The Federal Role in Education Research: Four Big Points

November 30, 2011

In testimony before the House Subcommittee on Early Childhood, Elementary, and Secondary Education earlier today, Grover (Russ) Whitehurst of the Brookings Institution discussed the federal role in education research and why it is critical to the nation’s effort to deliver better education and future opportunities to Americans. Whitehurst testified that the Education Sciences Reform Act (ESRA) is overdue for reauthorization and suggested four principles that should underlie the law’s reauthorization.  Here are his top four points:

  • If It Ain’t Broke Don’t Fix It ― Advocates of any significant changes in the language in the bill’s language should be asked: "What evidence do you have you that the current language has had bad effects?"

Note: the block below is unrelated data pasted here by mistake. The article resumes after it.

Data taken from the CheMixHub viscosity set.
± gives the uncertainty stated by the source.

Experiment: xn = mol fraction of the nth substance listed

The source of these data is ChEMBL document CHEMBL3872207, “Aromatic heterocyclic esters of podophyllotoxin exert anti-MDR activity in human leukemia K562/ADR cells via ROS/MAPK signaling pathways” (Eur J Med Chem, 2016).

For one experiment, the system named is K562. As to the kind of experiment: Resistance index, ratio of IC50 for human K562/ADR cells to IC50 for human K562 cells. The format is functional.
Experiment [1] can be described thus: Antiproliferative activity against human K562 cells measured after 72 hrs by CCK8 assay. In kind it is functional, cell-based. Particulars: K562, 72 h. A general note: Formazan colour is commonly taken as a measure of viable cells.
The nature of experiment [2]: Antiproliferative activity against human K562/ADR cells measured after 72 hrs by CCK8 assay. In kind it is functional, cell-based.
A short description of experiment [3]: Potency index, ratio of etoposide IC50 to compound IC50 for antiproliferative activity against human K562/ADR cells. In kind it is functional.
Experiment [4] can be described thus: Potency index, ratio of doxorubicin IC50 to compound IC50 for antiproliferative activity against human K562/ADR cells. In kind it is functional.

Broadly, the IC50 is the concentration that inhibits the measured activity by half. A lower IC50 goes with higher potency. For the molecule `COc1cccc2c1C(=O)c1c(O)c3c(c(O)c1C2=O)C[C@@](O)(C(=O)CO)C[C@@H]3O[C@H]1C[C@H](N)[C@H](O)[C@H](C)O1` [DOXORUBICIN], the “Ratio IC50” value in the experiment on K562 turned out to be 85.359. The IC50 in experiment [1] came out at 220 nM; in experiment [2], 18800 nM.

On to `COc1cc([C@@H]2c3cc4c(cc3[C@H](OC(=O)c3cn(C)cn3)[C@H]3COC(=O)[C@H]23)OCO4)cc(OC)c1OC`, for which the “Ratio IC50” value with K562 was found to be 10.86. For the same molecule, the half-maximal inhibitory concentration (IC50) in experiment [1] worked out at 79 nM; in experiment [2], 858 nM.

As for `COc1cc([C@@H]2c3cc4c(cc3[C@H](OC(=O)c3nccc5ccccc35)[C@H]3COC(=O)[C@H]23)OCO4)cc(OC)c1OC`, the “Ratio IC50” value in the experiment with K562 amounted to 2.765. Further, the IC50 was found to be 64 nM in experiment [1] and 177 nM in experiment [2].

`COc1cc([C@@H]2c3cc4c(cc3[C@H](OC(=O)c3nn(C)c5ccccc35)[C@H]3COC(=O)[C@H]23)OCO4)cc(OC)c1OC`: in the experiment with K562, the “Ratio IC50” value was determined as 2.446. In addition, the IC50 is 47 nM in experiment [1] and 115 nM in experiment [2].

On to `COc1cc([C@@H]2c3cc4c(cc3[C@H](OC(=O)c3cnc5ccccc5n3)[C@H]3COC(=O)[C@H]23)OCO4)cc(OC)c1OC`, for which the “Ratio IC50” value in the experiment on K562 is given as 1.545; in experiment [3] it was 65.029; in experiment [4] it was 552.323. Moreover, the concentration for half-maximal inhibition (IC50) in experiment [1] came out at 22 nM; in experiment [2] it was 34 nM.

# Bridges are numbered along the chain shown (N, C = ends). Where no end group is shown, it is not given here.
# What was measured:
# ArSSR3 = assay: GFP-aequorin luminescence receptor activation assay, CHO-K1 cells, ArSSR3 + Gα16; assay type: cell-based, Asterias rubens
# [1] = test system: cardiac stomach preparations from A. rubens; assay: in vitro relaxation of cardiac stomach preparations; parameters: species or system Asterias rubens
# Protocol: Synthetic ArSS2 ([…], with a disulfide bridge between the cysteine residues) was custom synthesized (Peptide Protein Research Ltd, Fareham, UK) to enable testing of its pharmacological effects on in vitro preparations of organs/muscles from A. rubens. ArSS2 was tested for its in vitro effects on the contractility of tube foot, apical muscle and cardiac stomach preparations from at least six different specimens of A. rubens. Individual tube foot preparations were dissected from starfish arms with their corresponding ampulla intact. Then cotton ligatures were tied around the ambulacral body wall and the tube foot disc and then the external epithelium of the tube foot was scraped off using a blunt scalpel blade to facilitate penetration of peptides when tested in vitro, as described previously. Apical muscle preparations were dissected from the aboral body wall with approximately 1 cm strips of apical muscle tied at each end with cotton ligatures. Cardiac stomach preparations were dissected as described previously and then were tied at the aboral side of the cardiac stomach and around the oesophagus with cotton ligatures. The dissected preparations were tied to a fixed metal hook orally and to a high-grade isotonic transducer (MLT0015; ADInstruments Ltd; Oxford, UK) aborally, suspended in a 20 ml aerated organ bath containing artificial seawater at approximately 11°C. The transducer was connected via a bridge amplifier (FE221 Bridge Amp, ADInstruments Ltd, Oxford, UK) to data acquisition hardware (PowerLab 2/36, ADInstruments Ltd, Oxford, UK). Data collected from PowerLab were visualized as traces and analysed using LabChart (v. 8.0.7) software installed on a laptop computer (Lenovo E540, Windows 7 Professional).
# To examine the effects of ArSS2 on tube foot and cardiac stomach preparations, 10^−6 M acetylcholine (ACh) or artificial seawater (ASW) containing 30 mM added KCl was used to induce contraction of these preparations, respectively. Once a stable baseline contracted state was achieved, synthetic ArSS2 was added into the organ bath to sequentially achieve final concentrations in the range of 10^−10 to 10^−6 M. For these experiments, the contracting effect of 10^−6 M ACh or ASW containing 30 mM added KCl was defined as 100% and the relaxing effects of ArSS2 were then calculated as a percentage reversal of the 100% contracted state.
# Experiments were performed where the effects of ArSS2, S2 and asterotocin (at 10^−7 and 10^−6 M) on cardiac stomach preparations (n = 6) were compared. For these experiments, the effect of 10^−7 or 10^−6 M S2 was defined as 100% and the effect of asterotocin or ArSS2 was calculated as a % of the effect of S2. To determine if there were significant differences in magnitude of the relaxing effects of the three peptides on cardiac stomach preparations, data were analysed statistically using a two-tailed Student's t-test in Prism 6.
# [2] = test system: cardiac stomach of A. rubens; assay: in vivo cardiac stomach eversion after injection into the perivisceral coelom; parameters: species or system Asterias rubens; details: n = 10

• Independence Is Fundamental― One of the most important advances in ESRA was to create a greater degree of independence between the U.S. Department of Education’s research arm and the department’s political leadership.
     
  • The Regional Educational Lab Program (REL) Is Broken and Should be Fixed ― REL has pulled down a significant proportion of the total federal investment in education R&D with little to show of value. Whitehurst argued Congress should eliminate REL and substitute for it a research voucher program for state education departments.
     
  • You Get What You Pay For― Although federal budgetary support for education research has increased in the last decade, it remains a pittance when compared with levels of investment in research, evaluation, and statistics in other areas of the economy. In the U.S. Department of Education, the corresponding investment is less than 1%.

Whitehurst also argued that Congress' focus should be on creating incentives for practitioners and policymakers to incorporate findings and practices of the best education research around school performance--so it can be utilized in school.

Read his whole testimony in the link below.


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